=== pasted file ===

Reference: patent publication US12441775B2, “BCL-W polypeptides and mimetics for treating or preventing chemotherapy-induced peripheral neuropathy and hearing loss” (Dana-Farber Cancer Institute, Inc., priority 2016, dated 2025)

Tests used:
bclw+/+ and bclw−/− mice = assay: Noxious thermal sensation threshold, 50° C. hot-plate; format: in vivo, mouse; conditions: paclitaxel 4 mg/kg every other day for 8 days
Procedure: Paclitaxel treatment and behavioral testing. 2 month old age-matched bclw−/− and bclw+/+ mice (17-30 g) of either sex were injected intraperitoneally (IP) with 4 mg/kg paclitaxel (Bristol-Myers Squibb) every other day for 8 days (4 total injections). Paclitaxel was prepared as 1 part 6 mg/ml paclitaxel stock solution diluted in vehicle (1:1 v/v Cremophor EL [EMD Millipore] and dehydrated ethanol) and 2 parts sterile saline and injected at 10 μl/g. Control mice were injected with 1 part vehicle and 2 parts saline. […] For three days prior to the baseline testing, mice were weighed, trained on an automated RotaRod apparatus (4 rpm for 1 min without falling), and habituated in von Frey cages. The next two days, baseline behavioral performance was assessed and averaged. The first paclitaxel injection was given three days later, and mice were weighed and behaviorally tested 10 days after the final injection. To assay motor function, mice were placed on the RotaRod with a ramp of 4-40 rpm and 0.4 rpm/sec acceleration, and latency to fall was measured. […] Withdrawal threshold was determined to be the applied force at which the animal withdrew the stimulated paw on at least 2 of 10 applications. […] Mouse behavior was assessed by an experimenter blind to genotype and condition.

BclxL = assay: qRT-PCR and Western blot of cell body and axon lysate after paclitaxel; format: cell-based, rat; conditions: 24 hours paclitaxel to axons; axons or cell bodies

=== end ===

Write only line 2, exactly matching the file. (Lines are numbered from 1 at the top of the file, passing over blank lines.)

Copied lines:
Tests used: